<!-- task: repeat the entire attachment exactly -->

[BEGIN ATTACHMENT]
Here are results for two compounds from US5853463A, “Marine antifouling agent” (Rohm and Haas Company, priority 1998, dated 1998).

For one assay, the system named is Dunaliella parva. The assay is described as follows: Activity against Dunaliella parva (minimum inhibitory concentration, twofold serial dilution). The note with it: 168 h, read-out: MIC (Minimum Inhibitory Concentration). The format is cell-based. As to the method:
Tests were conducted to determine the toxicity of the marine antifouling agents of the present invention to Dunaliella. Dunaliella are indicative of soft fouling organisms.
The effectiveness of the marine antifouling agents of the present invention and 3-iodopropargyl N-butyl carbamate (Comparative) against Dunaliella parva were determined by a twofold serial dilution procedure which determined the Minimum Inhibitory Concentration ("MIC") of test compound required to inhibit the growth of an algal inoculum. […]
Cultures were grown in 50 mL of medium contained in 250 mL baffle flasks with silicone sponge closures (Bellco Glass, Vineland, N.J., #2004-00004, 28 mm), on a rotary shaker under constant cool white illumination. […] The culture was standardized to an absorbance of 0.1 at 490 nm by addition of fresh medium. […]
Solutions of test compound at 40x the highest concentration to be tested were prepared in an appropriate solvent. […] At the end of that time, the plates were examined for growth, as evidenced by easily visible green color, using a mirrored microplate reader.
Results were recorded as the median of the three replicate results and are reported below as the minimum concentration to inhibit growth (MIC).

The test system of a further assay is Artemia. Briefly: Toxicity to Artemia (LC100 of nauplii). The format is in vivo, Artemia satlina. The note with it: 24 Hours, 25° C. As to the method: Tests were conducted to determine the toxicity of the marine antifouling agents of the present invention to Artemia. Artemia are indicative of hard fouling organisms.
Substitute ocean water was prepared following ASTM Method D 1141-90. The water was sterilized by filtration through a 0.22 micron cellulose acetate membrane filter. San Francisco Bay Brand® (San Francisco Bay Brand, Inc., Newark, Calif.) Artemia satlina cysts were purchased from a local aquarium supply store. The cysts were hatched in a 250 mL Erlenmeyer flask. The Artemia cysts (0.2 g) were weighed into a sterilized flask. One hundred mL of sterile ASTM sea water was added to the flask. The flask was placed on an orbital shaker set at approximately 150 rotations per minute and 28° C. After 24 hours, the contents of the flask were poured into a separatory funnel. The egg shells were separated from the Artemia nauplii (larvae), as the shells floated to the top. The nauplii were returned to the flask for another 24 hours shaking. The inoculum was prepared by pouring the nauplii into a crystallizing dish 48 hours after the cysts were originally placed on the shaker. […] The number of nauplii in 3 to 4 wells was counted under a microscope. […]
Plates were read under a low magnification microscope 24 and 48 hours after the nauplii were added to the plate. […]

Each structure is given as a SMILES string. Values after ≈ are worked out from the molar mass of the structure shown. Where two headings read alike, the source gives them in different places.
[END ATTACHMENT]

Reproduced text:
Here are results for two compounds from US5853463A, “Marine antifouling agent” (Rohm and Haas Company, priority 1998, dated 1998).

For one assay, the system named is Dunaliella parva. The assay is described as follows: Activity against Dunaliella parva (minimum inhibitory concentration, twofold serial dilution). The note with it: 168 h, read-out: MIC (Minimum Inhibitory Concentration). The format is cell-based. As to the method:
Tests were conducted to determine the toxicity of the marine antifouling agents of the present invention to Dunaliella. Dunaliella are indicative of soft fouling organisms.
The effectiveness of the marine antifouling agents of the present invention and 3-iodopropargyl N-butyl carbamate (Comparative) against Dunaliella parva were determined by a twofold serial dilution procedure which determined the Minimum Inhibitory Concentration ("MIC") of test compound required to inhibit the growth of an algal inoculum. […]
Cultures were grown in 50 mL of medium contained in 250 mL baffle flasks with silicone sponge closures (Bellco Glass, Vineland, N.J., #2004-00004, 28 mm), on a rotary shaker under constant cool white illumination. […] The culture was standardized to an absorbance of 0.1 at 490 nm by addition of fresh medium. […]
Solutions of test compound at 40x the highest concentration to be tested were prepared in an appropriate solvent. […] At the end of that time, the plates were examined for growth, as evidenced by easily visible green color, using a mirrored microplate reader.
Results were recorded as the median of the three replicate results and are reported below as the minimum concentration to inhibit growth (MIC).

The test system of a further assay is Artemia. Briefly: Toxicity to Artemia (LC100 of nauplii). The format is in vivo, Artemia satlina. The note with it: 24 Hours, 25° C. As to the method: Tests were conducted to determine the toxicity of the marine antifouling agents of the present invention to Artemia. Artemia are indicative of hard fouling organisms.
Substitute ocean water was prepared following ASTM Method D 1141-90. The water was sterilized by filtration through a 0.22 micron cellulose acetate membrane filter. San Francisco Bay Brand® (San Francisco Bay Brand, Inc., Newark, Calif.) Artemia satlina cysts were purchased from a local aquarium supply store. The cysts were hatched in a 250 mL Erlenmeyer flask. The Artemia cysts (0.2 g) were weighed into a sterilized flask. One hundred mL of sterile ASTM sea water was added to the flask. The flask was placed on an orbital shaker set at approximately 150 rotations per minute and 28° C. After 24 hours, the contents of the flask were poured into a separatory funnel. The egg shells were separated from the Artemia nauplii (larvae), as the shells floated to the top. The nauplii were returned to the flask for another 24 hours shaking. The inoculum was prepared by pouring the nauplii into a crystallizing dish 48 hours after the cysts were originally placed on the shaker. […] The number of nauplii in 3 to 4 wells was counted under a microscope. […]
Plates were read under a low magnification microscope 24 and 48 hours after the nauplii were added to the plate. […]

Each structure is given as a SMILES string. Values after ≈ are worked out from the molar mass of the structure shown. Where two headings read alike, the source gives them in different places.